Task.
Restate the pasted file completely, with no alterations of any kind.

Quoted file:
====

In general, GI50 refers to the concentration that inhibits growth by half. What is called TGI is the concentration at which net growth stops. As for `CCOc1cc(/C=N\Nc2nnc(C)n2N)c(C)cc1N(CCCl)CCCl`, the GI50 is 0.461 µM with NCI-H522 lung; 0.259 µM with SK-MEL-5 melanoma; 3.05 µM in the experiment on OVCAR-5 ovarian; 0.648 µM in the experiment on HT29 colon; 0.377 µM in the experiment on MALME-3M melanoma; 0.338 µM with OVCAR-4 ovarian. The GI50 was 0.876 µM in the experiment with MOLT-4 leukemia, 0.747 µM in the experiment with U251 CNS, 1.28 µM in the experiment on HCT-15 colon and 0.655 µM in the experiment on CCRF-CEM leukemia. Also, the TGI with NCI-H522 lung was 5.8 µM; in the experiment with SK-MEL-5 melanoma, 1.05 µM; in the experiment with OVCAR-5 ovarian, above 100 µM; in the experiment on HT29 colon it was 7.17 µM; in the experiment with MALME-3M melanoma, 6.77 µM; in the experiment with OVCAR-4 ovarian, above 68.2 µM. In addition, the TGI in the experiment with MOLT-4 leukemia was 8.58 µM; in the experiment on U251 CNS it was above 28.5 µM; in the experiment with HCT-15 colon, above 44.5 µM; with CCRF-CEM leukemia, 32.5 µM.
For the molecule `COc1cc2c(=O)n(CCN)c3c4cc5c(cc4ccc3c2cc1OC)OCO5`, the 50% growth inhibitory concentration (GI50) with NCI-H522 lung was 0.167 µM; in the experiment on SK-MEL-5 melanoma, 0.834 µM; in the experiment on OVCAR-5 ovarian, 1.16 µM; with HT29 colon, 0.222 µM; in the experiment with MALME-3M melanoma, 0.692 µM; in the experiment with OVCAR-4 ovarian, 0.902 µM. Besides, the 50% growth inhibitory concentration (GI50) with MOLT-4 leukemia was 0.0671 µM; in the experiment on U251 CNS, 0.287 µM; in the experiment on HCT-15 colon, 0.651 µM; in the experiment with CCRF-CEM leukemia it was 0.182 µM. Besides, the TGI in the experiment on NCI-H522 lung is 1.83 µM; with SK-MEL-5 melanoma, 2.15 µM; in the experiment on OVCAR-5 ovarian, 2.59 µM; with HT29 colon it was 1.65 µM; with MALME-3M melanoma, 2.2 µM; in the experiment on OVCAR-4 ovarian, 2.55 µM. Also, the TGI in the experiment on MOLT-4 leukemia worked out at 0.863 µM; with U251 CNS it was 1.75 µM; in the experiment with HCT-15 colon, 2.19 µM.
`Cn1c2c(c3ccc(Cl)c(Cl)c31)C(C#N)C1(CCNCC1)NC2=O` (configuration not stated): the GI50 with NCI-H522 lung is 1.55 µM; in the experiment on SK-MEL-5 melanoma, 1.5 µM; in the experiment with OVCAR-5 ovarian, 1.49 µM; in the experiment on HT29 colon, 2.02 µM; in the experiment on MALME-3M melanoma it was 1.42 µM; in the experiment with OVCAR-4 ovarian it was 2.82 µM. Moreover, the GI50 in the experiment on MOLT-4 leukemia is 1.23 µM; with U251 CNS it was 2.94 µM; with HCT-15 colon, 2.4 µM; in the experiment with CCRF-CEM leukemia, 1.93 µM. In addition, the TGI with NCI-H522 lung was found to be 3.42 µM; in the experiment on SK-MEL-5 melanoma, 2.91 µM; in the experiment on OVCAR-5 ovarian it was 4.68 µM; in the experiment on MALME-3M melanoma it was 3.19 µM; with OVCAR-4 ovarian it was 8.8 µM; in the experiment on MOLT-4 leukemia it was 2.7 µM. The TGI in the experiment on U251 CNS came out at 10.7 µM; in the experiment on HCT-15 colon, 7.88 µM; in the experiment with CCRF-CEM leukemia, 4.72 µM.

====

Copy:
In general, GI50 refers to the concentration that inhibits growth by half. What is called TGI is the concentration at which net growth stops. As for `CCOc1cc(/C=N\Nc2nnc(C)n2N)c(C)cc1N(CCCl)CCCl`, the GI50 is 0.461 µM with NCI-H522 lung; 0.259 µM with SK-MEL-5 melanoma; 3.05 µM in the experiment on OVCAR-5 ovarian; 0.648 µM in the experiment on HT29 colon; 0.377 µM in the experiment on MALME-3M melanoma; 0.338 µM with OVCAR-4 ovarian. The GI50 was 0.876 µM in the experiment with MOLT-4 leukemia, 0.747 µM in the experiment with U251 CNS, 1.28 µM in the experiment on HCT-15 colon and 0.655 µM in the experiment on CCRF-CEM leukemia. Also, the TGI with NCI-H522 lung was 5.8 µM; in the experiment with SK-MEL-5 melanoma, 1.05 µM; in the experiment with OVCAR-5 ovarian, above 100 µM; in the experiment on HT29 colon it was 7.17 µM; in the experiment with MALME-3M melanoma, 6.77 µM; in the experiment with OVCAR-4 ovarian, above 68.2 µM. In addition, the TGI in the experiment with MOLT-4 leukemia was 8.58 µM; in the experiment on U251 CNS it was above 28.5 µM; in the experiment with HCT-15 colon, above 44.5 µM; with CCRF-CEM leukemia, 32.5 µM.
For the molecule `COc1cc2c(=O)n(CCN)c3c4cc5c(cc4ccc3c2cc1OC)OCO5`, the 50% growth inhibitory concentration (GI50) with NCI-H522 lung was 0.167 µM; in the experiment on SK-MEL-5 melanoma, 0.834 µM; in the experiment on OVCAR-5 ovarian, 1.16 µM; with HT29 colon, 0.222 µM; in the experiment with MALME-3M melanoma, 0.692 µM; in the experiment with OVCAR-4 ovarian, 0.902 µM. Besides, the 50% growth inhibitory concentration (GI50) with MOLT-4 leukemia was 0.0671 µM; in the experiment on U251 CNS, 0.287 µM; in the experiment on HCT-15 colon, 0.651 µM; in the experiment with CCRF-CEM leukemia it was 0.182 µM. Besides, the TGI in the experiment on NCI-H522 lung is 1.83 µM; with SK-MEL-5 melanoma, 2.15 µM; in the experiment on OVCAR-5 ovarian, 2.59 µM; with HT29 colon it was 1.65 µM; with MALME-3M melanoma, 2.2 µM; in the experiment on OVCAR-4 ovarian, 2.55 µM. Also, the TGI in the experiment on MOLT-4 leukemia worked out at 0.863 µM; with U251 CNS it was 1.75 µM; in the experiment with HCT-15 colon, 2.19 µM.
`Cn1c2c(c3ccc(Cl)c(Cl)c31)C(C#N)C1(CCNCC1)NC2=O` (configuration not stated): the GI50 with NCI-H522 lung is 1.55 µM; in the experiment on SK-MEL-5 melanoma, 1.5 µM; in the experiment with OVCAR-5 ovarian, 1.49 µM; in the experiment on HT29 colon, 2.02 µM; in the experiment on MALME-3M melanoma it was 1.42 µM; in the experiment with OVCAR-4 ovarian it was 2.82 µM. Moreover, the GI50 in the experiment on MOLT-4 leukemia is 1.23 µM; with U251 CNS it was 2.94 µM; with HCT-15 colon, 2.4 µM; in the experiment with CCRF-CEM leukemia, 1.93 µM. In addition, the TGI with NCI-H522 lung was found to be 3.42 µM; in the experiment on SK-MEL-5 melanoma, 2.91 µM; in the experiment on OVCAR-5 ovarian it was 4.68 µM; in the experiment on MALME-3M melanoma it was 3.19 µM; with OVCAR-4 ovarian it was 8.8 µM; in the experiment on MOLT-4 leukemia it was 2.7 µM. The TGI in the experiment on U251 CNS came out at 10.7 µM; in the experiment on HCT-15 colon, 7.88 µM; in the experiment with CCRF-CEM leukemia, 4.72 µM.